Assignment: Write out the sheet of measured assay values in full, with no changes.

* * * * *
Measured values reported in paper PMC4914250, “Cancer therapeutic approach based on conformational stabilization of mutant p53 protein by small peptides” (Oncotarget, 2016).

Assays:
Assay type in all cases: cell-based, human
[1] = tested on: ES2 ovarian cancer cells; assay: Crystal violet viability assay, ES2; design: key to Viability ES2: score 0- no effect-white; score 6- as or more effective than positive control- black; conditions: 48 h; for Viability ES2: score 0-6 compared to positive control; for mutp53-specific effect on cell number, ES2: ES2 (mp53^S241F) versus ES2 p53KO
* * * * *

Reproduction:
Measured values reported in paper PMC4914250, “Cancer therapeutic approach based on conformational stabilization of mutant p53 protein by small peptides” (Oncotarget, 2016).

Assays:
Assay type in all cases: cell-based, human
[1] = tested on: ES2 ovarian cancer cells; assay: Crystal violet viability assay, ES2; design: key to Viability ES2: score 0- no effect-white; score 6- as or more effective than positive control- black; conditions: 48 h; for Viability ES2: score 0-6 compared to positive control; for mutp53-specific effect on cell number, ES2: ES2 (mp53^S241F) versus ES2 p53KO